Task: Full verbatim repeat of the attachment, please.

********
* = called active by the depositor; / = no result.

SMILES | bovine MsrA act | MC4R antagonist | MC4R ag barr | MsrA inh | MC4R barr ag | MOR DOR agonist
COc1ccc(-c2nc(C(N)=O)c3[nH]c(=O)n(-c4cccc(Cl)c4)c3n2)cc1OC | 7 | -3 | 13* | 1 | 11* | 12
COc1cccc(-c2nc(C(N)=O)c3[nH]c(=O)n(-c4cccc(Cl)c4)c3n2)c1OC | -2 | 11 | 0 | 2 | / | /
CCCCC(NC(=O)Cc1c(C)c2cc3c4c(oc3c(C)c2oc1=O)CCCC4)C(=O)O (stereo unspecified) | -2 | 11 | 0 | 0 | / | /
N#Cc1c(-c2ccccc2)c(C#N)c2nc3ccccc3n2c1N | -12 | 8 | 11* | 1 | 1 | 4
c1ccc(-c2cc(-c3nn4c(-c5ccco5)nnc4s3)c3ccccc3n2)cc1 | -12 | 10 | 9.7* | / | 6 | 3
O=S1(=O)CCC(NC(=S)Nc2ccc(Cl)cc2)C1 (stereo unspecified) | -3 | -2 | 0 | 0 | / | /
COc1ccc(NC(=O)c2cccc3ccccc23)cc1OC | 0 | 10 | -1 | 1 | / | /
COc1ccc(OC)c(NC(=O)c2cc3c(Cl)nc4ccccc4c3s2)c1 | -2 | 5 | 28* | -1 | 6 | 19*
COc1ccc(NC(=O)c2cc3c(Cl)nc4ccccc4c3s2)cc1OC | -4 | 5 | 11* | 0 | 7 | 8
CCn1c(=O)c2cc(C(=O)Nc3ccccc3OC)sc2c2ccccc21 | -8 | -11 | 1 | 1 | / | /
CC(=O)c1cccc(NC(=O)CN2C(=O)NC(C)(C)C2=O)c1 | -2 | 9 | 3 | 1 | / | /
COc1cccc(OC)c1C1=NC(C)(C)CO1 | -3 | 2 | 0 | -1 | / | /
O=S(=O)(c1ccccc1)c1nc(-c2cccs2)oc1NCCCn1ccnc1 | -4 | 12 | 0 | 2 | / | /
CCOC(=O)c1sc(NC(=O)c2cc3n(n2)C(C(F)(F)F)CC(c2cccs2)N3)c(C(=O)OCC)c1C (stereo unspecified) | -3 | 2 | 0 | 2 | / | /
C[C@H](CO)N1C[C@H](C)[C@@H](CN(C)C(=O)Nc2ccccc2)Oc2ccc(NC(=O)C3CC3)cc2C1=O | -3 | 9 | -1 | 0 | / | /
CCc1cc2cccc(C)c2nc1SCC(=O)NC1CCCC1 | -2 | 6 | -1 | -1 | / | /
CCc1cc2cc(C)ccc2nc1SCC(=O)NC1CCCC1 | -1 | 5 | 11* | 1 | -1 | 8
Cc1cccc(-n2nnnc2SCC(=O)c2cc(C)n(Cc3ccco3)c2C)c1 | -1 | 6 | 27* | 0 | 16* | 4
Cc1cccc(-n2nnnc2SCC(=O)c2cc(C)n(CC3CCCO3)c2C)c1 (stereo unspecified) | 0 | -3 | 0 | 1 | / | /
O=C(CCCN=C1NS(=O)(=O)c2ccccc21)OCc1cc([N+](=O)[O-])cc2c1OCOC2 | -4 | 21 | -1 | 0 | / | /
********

* = called active by the depositor; / = no result.

SMILES | bovine MsrA act | MC4R antagonist | MC4R ag barr | MsrA inh | MC4R barr ag | MOR DOR agonist
COc1ccc(-c2nc(C(N)=O)c3[nH]c(=O)n(-c4cccc(Cl)c4)c3n2)cc1OC | 7 | -3 | 13* | 1 | 11* | 12
COc1cccc(-c2nc(C(N)=O)c3[nH]c(=O)n(-c4cccc(Cl)c4)c3n2)c1OC | -2 | 11 | 0 | 2 | / | /
CCCCC(NC(=O)Cc1c(C)c2cc3c4c(oc3c(C)c2oc1=O)CCCC4)C(=O)O (stereo unspecified) | -2 | 11 | 0 | 0 | / | /
N#Cc1c(-c2ccccc2)c(C#N)c2nc3ccccc3n2c1N | -12 | 8 | 11* | 1 | 1 | 4
c1ccc(-c2cc(-c3nn4c(-c5ccco5)nnc4s3)c3ccccc3n2)cc1 | -12 | 10 | 9.7* | / | 6 | 3
O=S1(=O)CCC(NC(=S)Nc2ccc(Cl)cc2)C1 (stereo unspecified) | -3 | -2 | 0 | 0 | / | /
COc1ccc(NC(=O)c2cccc3ccccc23)cc1OC | 0 | 10 | -1 | 1 | / | /
COc1ccc(OC)c(NC(=O)c2cc3c(Cl)nc4ccccc4c3s2)c1 | -2 | 5 | 28* | -1 | 6 | 19*
COc1ccc(NC(=O)c2cc3c(Cl)nc4ccccc4c3s2)cc1OC | -4 | 5 | 11* | 0 | 7 | 8
CCn1c(=O)c2cc(C(=O)Nc3ccccc3OC)sc2c2ccccc21 | -8 | -11 | 1 | 1 | / | /
CC(=O)c1cccc(NC(=O)CN2C(=O)NC(C)(C)C2=O)c1 | -2 | 9 | 3 | 1 | / | /
COc1cccc(OC)c1C1=NC(C)(C)CO1 | -3 | 2 | 0 | -1 | / | /
O=S(=O)(c1ccccc1)c1nc(-c2cccs2)oc1NCCCn1ccnc1 | -4 | 12 | 0 | 2 | / | /
CCOC(=O)c1sc(NC(=O)c2cc3n(n2)C(C(F)(F)F)CC(c2cccs2)N3)c(C(=O)OCC)c1C (stereo unspecified) | -3 | 2 | 0 | 2 | / | /
C[C@H](CO)N1C[C@H](C)[C@@H](CN(C)C(=O)Nc2ccccc2)Oc2ccc(NC(=O)C3CC3)cc2C1=O | -3 | 9 | -1 | 0 | / | /
CCc1cc2cccc(C)c2nc1SCC(=O)NC1CCCC1 | -2 | 6 | -1 | -1 | / | /
CCc1cc2cc(C)ccc2nc1SCC(=O)NC1CCCC1 | -1 | 5 | 11* | 1 | -1 | 8
Cc1cccc(-n2nnnc2SCC(=O)c2cc(C)n(Cc3ccco3)c2C)c1 | -1 | 6 | 27* | 0 | 16* | 4
Cc1cccc(-n2nnnc2SCC(=O)c2cc(C)n(CC3CCCO3)c2C)c1 (stereo unspecified) | 0 | -3 | 0 | 1 | / | /
O=C(CCCN=C1NS(=O)(=O)c2ccccc21)OCc1cc([N+](=O)[O-])cc2c1OCOC2 | -4 | 21 | -1 | 0 | / | /